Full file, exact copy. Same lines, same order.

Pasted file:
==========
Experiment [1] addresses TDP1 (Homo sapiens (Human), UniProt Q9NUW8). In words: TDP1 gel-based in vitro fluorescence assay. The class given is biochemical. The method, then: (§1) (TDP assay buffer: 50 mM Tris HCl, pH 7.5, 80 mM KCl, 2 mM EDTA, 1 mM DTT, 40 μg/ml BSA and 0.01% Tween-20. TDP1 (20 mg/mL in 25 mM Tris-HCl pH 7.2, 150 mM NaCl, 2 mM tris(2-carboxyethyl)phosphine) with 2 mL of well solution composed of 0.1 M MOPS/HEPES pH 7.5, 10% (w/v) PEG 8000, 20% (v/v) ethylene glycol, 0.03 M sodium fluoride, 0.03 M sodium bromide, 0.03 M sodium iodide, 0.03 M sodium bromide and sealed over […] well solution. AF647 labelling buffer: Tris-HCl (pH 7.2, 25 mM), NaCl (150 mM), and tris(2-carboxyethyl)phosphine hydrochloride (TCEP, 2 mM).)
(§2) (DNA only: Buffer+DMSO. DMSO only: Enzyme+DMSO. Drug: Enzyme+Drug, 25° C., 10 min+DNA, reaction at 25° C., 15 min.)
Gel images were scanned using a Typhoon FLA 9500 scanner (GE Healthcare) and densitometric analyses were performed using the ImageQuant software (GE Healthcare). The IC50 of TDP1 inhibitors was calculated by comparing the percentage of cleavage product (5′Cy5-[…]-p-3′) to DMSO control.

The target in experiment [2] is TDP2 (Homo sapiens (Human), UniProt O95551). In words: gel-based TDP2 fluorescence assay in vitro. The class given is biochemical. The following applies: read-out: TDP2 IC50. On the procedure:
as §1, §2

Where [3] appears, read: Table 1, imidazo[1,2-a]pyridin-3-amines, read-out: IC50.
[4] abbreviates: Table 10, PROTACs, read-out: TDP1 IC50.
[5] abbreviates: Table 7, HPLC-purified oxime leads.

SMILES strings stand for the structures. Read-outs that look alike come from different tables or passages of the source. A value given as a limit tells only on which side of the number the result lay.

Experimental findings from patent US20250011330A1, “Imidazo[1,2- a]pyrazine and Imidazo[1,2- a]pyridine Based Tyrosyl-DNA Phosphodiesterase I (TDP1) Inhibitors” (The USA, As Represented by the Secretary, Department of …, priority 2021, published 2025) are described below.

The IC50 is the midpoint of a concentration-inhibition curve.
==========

Experiment [1] addresses TDP1 (Homo sapiens (Human), UniProt Q9NUW8). In words: TDP1 gel-based in vitro fluorescence assay. The class given is biochemical. The method, then: (§1) (TDP assay buffer: 50 mM Tris HCl, pH 7.5, 80 mM KCl, 2 mM EDTA, 1 mM DTT, 40 μg/ml BSA and 0.01% Tween-20. TDP1 (20 mg/mL in 25 mM Tris-HCl pH 7.2, 150 mM NaCl, 2 mM tris(2-carboxyethyl)phosphine) with 2 mL of well solution composed of 0.1 M MOPS/HEPES pH 7.5, 10% (w/v) PEG 8000, 20% (v/v) ethylene glycol, 0.03 M sodium fluoride, 0.03 M sodium bromide, 0.03 M sodium iodide, 0.03 M sodium bromide and sealed over […] well solution. AF647 labelling buffer: Tris-HCl (pH 7.2, 25 mM), NaCl (150 mM), and tris(2-carboxyethyl)phosphine hydrochloride (TCEP, 2 mM).)
(§2) (DNA only: Buffer+DMSO. DMSO only: Enzyme+DMSO. Drug: Enzyme+Drug, 25° C., 10 min+DNA, reaction at 25° C., 15 min.)
Gel images were scanned using a Typhoon FLA 9500 scanner (GE Healthcare) and densitometric analyses were performed using the ImageQuant software (GE Healthcare). The IC50 of TDP1 inhibitors was calculated by comparing the percentage of cleavage product (5′Cy5-[…]-p-3′) to DMSO control.

The target in experiment [2] is TDP2 (Homo sapiens (Human), UniProt O95551). In words: gel-based TDP2 fluorescence assay in vitro. The class given is biochemical. The following applies: read-out: TDP2 IC50. On the procedure:
as §1, §2

Where [3] appears, read: Table 1, imidazo[1,2-a]pyridin-3-amines, read-out: IC50.
[4] abbreviates: Table 10, PROTACs, read-out: TDP1 IC50.
[5] abbreviates: Table 7, HPLC-purified oxime leads.

SMILES strings stand for the structures. Read-outs that look alike come from different tables or passages of the source. A value given as a limit tells only on which side of the number the result lay.

Experimental findings from patent US20250011330A1, “Imidazo[1,2- a]pyrazine and Imidazo[1,2- a]pyridine Based Tyrosyl-DNA Phosphodiesterase I (TDP1) Inhibitors” (The USA, As Represented by the Secretary, Department of …, priority 2021, published 2025) are described below.

The IC50 is the midpoint of a concentration-inhibition curve.